- Forests support all aspects of life, apart from being the most important source of energy.
- They also support key sectors of the economy in the water, agricultural, energy (hydro), manufacturing and tourism sectors, among others.
Efforts to restore Mau Water Tower have received a major boost following an ambitious launch of the Mau Reforestation Project at Dundori forest station in Nakuru county.
Kenya Forest Service through its innovative partnership model called Adopt-A-Forest Framework took part in the launch of the project.
Adopt-A-Forest framework is one of KFS strategic management tools for the attainment of the 10 per cent tree cover by 2022.
Kenya’s forests cover stands at 7.2 per cent but the state wants it increased to 10 per cent by 2022.
To achieve this, some two billion trees will have to be planted and raised between now and then at a cost of Sh48 billion.
KFS Chief Conservator Julius Kamau participated in the launch of the Mau Reforestation Project on Wednesday, where the Green Belt Movement and the French government, through the French Development Agency have adopted a forest block dubbed "French Corner" for rehabilitation and restoration.
“We are calling upon other organisations and agencies to come forward and complement our work,” Kamau said.
The French Development Agency will be providing resources for rehabilitation of the forest that is a critical water tower.
The country has five key water towers; The Mau Forest Complex, Mount Kenya, the Aberdares, the Cherangani Hills and Mt Elgon.
Kamau was joined by the French Ambassador to Kenya and Somalia, Aline Küster-Menager to launch the project whose theme is "Reimagining the Future; Healthy and vibrant planet for all."
The 1.3 million Euros project is a great partnership opportunity for restoration of critical water towers and forest ecosystems targeting areas in Dundori, North Nandi and Tinderet forest which all form part of the expansive Mau Forest Ecosystem.
Those who spoke during the launch noted local communities' through Community Forest Associations would benefit through the project by earning income through planting and tree seedlings maintenance activities.
The Chief Conservator of Forests, while appreciating the project partners, said CFAs will directly earn an income through the project by providing tree seedlings which will be used for the restoration of the identified forest blocks, hence providing an economic cushion to the forest-dependent communities at a time when Covid-19 pandemic has adversely affected vulnerable economies.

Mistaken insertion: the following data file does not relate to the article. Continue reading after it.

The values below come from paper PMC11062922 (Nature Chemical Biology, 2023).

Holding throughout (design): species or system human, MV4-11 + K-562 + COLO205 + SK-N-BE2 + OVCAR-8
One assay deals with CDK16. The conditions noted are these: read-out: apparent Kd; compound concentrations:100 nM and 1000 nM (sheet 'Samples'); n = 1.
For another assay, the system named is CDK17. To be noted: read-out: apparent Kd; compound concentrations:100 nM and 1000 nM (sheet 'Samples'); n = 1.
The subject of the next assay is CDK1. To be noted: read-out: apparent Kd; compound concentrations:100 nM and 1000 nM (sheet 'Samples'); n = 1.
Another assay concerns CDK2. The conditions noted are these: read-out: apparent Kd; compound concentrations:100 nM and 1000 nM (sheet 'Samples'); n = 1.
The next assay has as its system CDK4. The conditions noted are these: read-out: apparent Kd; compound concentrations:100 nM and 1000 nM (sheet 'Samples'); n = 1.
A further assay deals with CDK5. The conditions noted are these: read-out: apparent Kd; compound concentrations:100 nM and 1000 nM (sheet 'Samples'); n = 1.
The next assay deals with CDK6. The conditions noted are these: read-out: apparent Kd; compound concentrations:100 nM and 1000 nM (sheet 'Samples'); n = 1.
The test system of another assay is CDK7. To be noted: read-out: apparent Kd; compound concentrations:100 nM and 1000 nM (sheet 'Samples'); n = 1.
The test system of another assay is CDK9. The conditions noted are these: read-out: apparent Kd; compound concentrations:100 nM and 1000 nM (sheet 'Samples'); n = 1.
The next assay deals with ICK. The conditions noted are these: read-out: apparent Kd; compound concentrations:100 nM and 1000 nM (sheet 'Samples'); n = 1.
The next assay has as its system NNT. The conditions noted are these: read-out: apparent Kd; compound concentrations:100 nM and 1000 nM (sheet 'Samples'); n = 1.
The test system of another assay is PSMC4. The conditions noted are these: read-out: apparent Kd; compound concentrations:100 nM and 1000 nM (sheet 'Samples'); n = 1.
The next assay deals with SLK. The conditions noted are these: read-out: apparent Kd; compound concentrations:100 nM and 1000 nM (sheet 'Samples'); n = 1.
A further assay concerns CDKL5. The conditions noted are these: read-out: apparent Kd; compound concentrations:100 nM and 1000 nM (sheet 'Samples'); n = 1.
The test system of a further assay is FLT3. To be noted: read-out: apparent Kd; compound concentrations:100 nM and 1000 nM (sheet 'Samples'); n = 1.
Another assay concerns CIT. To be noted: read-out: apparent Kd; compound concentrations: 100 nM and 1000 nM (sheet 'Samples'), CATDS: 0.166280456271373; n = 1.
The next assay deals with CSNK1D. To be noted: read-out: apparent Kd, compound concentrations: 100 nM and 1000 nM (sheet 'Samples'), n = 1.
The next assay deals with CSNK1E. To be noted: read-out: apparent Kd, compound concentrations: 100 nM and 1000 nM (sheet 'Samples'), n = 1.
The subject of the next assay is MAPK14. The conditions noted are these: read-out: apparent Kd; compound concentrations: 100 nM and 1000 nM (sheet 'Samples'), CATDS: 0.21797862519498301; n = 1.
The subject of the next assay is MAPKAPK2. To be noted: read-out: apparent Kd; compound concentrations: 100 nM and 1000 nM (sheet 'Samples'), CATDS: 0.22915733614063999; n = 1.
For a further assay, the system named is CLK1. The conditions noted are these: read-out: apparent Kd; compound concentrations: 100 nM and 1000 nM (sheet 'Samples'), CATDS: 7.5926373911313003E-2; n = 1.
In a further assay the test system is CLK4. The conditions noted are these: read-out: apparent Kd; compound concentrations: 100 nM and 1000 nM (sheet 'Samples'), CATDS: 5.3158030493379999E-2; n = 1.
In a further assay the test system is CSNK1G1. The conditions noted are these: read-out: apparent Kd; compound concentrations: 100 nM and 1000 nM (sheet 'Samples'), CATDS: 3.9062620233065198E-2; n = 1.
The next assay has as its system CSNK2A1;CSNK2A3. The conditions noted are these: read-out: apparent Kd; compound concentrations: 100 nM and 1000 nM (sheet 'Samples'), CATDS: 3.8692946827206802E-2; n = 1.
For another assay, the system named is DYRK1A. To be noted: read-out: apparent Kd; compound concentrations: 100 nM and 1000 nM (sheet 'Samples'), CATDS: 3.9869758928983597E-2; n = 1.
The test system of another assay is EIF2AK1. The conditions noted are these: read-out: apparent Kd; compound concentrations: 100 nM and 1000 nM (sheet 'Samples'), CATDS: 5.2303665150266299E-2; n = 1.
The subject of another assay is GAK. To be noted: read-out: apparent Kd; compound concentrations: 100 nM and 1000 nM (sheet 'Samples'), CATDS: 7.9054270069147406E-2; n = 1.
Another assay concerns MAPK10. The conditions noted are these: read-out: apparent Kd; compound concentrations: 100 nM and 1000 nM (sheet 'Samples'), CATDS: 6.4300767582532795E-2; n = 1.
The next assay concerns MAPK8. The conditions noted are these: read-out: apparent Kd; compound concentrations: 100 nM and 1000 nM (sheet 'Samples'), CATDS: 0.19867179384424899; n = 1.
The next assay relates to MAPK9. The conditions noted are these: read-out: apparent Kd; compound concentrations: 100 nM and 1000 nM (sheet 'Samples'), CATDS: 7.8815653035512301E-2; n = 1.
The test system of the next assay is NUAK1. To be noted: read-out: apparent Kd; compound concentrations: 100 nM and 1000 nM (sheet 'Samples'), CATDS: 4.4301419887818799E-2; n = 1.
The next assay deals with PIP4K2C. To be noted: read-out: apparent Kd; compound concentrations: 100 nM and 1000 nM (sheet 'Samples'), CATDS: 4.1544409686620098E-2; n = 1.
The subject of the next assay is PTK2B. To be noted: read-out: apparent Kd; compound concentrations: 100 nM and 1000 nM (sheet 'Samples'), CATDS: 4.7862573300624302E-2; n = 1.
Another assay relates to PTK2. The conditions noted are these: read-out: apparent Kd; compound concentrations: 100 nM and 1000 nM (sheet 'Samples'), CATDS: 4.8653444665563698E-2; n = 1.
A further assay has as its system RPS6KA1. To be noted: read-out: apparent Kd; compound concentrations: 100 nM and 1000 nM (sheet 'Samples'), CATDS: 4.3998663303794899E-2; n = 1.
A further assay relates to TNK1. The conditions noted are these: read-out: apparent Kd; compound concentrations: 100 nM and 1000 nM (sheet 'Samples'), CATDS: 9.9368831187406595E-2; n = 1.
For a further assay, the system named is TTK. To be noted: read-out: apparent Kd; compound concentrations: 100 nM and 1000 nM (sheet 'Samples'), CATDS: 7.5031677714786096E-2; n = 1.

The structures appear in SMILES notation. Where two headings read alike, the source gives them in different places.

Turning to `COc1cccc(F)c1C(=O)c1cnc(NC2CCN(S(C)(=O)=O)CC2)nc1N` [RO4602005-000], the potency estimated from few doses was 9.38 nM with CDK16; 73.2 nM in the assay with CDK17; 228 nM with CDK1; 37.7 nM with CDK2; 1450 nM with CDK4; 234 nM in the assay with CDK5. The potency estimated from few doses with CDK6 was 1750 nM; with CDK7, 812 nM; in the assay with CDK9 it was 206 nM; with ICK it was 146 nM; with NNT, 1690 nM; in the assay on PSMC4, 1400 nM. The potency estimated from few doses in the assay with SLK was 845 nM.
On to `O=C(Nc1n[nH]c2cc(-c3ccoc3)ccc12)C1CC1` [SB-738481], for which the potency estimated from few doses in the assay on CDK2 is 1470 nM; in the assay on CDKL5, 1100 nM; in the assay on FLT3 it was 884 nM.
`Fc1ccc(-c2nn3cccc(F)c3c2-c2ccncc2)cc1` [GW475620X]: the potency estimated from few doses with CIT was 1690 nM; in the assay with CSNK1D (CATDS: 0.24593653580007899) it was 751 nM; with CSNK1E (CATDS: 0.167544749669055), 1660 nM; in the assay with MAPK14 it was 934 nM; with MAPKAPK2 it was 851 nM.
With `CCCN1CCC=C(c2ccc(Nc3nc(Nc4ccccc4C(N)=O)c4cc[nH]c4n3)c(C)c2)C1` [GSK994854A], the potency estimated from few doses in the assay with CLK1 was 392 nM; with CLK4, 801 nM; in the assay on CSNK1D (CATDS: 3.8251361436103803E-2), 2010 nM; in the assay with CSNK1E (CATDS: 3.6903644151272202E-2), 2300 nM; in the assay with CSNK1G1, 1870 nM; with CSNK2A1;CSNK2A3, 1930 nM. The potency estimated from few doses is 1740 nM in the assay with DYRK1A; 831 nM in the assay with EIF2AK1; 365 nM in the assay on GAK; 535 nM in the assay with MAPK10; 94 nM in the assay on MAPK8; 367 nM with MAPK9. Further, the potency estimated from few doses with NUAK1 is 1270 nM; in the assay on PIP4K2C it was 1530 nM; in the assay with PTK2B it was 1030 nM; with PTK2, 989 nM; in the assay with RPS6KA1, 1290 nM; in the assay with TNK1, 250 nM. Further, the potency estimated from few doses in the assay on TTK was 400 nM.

Today's launch witnessed 10,000 indigenous tree seedlings being planted in collaboration with stakeholders comprising AFD, Kenya Defence Forces, Nakuru and Nandi County governments, National Environment Complaints Committee, and NGAOs among others.
Kamau said over 50 entities have adopted more than 80,000 acres in the last two years.
Cabinet Secretaries have adopted six acres and planted 2,500 seedlings in Ngong Road forest.
The Kenya Defence Forces, through the Environmental Soldier Programme, has adopted 123 acres in Ngong Hills, Kibiku and Ololua forests. It has planted 55,000 seedlings.
Safaricom Foundation has adopted 100 hectares in the South Marmanet Forest and planted 100,000 seedlings.
The Foundation has made a direct donation of Sh12 million. It plans to plant one million seedlings every year for five years.
Many other institutions have also adopted various forests.
The Mau Forest complex is the most important water tower in the country, supporting millions of livelihoods nationally, regionally and internationally.
The complex is the largest closed-canopy forest ecosystem in Kenya and one of the five major water towers covering an area of 1,12 million acres.
The water tower is a major catchment for 12 major rivers that feed Lakes Turkana, Baringo, Nakuru, Natron and Victoria.
Some sections of the forest such as Maasai Mau had encroachements.
It covers 114,355.2519 acres (46,278 ha).
The first evictions of squatters happened in July and August 2018 and affected 2,400 settlers in Nkoben and Kass Fm areas.
Some 11,119.725 acres (4,500 ha) were recovered.
A profile of families done in 2010 found out that 716 people had title deeds, while 4,439 had allotment letters and sale agreements.
Some 2,741 had no documents to support their claims to forest land.
-Edited by SKanyara